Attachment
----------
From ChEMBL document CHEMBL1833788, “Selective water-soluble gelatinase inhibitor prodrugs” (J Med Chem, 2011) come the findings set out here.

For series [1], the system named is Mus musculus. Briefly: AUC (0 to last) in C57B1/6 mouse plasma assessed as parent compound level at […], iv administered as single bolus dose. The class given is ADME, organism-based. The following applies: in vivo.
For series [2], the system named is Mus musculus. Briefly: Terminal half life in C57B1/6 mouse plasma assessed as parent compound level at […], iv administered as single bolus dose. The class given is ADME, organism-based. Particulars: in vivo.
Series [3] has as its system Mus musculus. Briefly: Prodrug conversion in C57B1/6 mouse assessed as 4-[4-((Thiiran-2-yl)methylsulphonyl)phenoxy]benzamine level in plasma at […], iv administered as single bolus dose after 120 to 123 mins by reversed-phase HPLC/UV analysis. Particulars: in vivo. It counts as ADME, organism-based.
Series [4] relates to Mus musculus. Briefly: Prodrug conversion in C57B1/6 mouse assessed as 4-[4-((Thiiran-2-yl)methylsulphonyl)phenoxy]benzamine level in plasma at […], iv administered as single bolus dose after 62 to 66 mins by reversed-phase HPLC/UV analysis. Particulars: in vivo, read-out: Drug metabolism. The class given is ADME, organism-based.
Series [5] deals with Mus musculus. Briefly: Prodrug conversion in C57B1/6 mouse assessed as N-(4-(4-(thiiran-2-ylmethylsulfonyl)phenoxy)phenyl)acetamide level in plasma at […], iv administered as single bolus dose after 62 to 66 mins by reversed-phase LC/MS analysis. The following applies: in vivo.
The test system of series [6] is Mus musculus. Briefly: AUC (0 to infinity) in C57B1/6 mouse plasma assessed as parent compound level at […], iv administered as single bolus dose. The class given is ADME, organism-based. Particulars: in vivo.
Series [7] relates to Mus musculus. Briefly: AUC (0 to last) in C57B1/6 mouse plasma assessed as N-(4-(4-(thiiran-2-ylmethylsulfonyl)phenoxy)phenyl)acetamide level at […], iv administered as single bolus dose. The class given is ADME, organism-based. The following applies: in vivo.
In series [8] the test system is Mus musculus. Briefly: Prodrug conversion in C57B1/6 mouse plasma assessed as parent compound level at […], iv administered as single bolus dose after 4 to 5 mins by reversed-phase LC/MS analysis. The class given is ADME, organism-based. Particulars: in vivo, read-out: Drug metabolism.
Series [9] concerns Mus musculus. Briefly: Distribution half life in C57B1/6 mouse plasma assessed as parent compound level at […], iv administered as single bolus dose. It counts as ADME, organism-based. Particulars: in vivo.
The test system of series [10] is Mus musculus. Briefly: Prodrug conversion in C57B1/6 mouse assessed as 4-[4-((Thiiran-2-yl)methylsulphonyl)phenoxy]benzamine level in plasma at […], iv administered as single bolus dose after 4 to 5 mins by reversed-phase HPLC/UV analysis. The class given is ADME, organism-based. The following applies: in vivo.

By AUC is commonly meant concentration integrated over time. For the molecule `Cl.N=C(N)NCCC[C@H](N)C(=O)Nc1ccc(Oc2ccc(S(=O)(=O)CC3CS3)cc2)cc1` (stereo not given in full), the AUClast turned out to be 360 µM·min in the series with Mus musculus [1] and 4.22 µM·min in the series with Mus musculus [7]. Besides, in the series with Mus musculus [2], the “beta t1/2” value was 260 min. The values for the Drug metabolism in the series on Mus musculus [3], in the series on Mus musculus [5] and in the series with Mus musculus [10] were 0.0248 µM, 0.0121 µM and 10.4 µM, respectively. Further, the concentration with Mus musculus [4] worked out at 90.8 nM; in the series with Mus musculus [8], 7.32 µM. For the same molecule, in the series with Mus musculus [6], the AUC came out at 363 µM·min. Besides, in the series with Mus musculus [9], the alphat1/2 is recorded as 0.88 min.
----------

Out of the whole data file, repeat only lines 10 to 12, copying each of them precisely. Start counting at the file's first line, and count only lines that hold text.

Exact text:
Series [9] concerns Mus musculus. Briefly: Distribution half life in C57B1/6 mouse plasma assessed as parent compound level at […], iv administered as single bolus dose. It counts as ADME, organism-based. Particulars: in vivo.
The test system of series [10] is Mus musculus. Briefly: Prodrug conversion in C57B1/6 mouse assessed as 4-[4-((Thiiran-2-yl)methylsulphonyl)phenoxy]benzamine level in plasma at […], iv administered as single bolus dose after 4 to 5 mins by reversed-phase HPLC/UV analysis. The class given is ADME, organism-based. The following applies: in vivo.

By AUC is commonly meant concentration integrated over time. For the molecule `Cl.N=C(N)NCCC[C@H](N)C(=O)Nc1ccc(Oc2ccc(S(=O)(=O)CC3CS3)cc2)cc1` (stereo not given in full), the AUClast turned out to be 360 µM·min in the series with Mus musculus [1] and 4.22 µM·min in the series with Mus musculus [7]. Besides, in the series with Mus musculus [2], the “beta t1/2” value was 260 min. The values for the Drug metabolism in the series on Mus musculus [3], in the series on Mus musculus [5] and in the series with Mus musculus [10] were 0.0248 µM, 0.0121 µM and 10.4 µM, respectively. Further, the concentration with Mus musculus [4] worked out at 90.8 nM; in the series with Mus musculus [8], 7.32 µM. For the same molecule, in the series with Mus musculus [6], the AUC came out at 363 µM·min. Besides, in the series with Mus musculus [9], the alphat1/2 is recorded as 0.88 min.